Price Recommended TEFL

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This is how our TEFL graduates feel they have gained from their course, and how they plan to put into action what they learned:

E.K. - U.S.A. said:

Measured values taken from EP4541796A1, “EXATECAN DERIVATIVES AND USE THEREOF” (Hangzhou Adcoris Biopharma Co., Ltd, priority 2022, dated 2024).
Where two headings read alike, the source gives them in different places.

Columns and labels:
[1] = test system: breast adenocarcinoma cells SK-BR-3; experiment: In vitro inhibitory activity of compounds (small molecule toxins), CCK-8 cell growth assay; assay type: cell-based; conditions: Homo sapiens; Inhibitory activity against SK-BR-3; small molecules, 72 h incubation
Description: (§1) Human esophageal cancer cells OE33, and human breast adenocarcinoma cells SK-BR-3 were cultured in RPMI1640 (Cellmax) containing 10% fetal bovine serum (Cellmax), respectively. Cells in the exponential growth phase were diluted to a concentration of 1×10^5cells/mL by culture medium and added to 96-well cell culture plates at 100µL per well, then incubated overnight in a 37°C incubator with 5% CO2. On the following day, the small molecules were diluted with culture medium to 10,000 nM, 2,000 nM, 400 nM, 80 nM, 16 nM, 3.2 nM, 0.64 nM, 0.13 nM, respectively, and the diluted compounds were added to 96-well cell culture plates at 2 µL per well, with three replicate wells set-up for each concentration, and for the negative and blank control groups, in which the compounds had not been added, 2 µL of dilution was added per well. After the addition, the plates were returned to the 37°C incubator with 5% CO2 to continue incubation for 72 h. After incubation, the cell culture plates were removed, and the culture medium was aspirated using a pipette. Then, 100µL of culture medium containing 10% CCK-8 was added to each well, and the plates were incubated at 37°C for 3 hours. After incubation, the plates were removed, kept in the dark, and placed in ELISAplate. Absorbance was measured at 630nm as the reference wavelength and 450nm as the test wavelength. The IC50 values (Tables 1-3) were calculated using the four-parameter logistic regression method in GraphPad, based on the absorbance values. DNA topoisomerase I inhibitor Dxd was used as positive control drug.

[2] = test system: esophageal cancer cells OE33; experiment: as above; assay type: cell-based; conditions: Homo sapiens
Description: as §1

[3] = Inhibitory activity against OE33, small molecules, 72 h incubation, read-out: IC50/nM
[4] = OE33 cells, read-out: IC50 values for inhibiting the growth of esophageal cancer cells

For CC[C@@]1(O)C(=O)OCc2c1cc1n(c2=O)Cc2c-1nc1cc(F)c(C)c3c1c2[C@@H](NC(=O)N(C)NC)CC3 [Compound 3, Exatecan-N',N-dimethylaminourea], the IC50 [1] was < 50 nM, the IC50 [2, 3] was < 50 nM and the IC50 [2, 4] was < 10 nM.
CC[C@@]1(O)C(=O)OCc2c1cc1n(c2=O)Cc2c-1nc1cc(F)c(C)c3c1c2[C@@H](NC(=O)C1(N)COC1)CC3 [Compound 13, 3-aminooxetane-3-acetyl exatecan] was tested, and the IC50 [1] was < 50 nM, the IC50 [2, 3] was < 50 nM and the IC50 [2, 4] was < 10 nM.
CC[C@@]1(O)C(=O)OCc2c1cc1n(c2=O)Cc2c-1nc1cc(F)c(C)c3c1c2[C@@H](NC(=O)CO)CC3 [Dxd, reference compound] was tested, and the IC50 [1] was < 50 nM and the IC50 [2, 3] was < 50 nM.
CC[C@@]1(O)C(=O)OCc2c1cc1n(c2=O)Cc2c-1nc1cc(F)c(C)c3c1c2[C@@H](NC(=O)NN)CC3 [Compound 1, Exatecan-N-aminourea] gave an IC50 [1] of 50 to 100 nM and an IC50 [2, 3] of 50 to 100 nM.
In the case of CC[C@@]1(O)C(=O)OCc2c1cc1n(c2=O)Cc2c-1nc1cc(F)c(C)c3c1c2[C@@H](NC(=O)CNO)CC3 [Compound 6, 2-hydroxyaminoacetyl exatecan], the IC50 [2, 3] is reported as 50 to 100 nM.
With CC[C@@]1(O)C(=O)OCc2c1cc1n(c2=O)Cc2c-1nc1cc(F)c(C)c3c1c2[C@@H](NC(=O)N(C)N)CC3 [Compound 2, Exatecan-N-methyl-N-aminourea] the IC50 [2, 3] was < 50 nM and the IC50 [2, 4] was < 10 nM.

CLASSROOM MANAGEMENTDuring my time at teaching college, the topic of classroom management would usually come up. Being that most of us were just about to be given control of our own classes and students there was an overwhelming feeling of nervousness and foreboding among most of us. Our teachers tried their best to ease our worries by having other seasoned instructors come in and speak on how best to manage classes. However, the advice was varied and for the most part seemed to me to turn teachers more into a robot with no feelings. I knew that in order for me to find effective ways to manage classes that I was going to have to experiment and test ideas until I find something that works for me. Since having taught for four years, I have come up with several ideas that have helped me be successful, most of the time, in managing my classes. The first idea that helps me in my classroom revolves around the following phrase: be patient, firm and fair. This idea has helped me create my classroom rules and expectations of my students. I currently have five, non-negotiable rules in my classroom clearly posted on my whiteboard. These rules are primarily for elementary and middle school students and they are listed as follows in order: 1. Only English 2. No Cell Phone 3. No food/drinks 4. Be nice 5. Work hard Also, during the very first day of class, after a quick introduction and an ice-breaker/warm-up activity, I always patiently go through each of my classroom rules. Furthermore, the reason that I have ?Work hard? as my last rule is that it helps me transition into my goal of making sure that each student is successful in my classroom. Thus, when I get to this last rule it not only shows that I am going to be a firm teacher with them but it also, in my opinion, expresses an overall idea of fairness. Namely, if they do work hard, then they will get something out of this class, a good grade, new knowledge, confidence with English, etc., and that idea should be reasonable and fair to my students. Next, I always make sure that I am consistent and clear with my rules in my classroom when dealing with students that are misbehaving. I always follow the method of calling the student by name, letting them know what they did that was wrong, giving a warning for the first time, and then letting the student know what the consequence will be if they continue i.e. writing their name on the board, a note home to parents, etc. It?s usually a quick process and lets me move on with class. This is also effective because it gives the responsibility of choice back to the student and lets the class know that as far as the rules are concerned everyone in this class is an equal. Finally, no matter how inconsequential or serious the behavior is, I try to understand where this behavior is coming from and give opportunities during class to positively recognize an unruly student. I believe that if a teacher can truly know why a student is misbehaving then he can use that information as a resource to maybe help the student. For example, if the student is acting out because they are under a lot of stress during testing period, maybe the teacher can make an effort to talk to the student either before class or during class and wish them good luck on their upcoming tests. This is a small gesture on the teacher?s part, but it shows this misbehaving student that you actually care about them and it may help the student change their attitude. My career in teaching has been short but rewarding and I know that the ideas one uses for classroom management are ever evolving. The ideas and methods that I have used currently have been successful in creating a comfortable learning environment andit lets students know that their success is important to me. I think they also show to my students that I?m not a robot, but actually really and truly their teacher.

 

 

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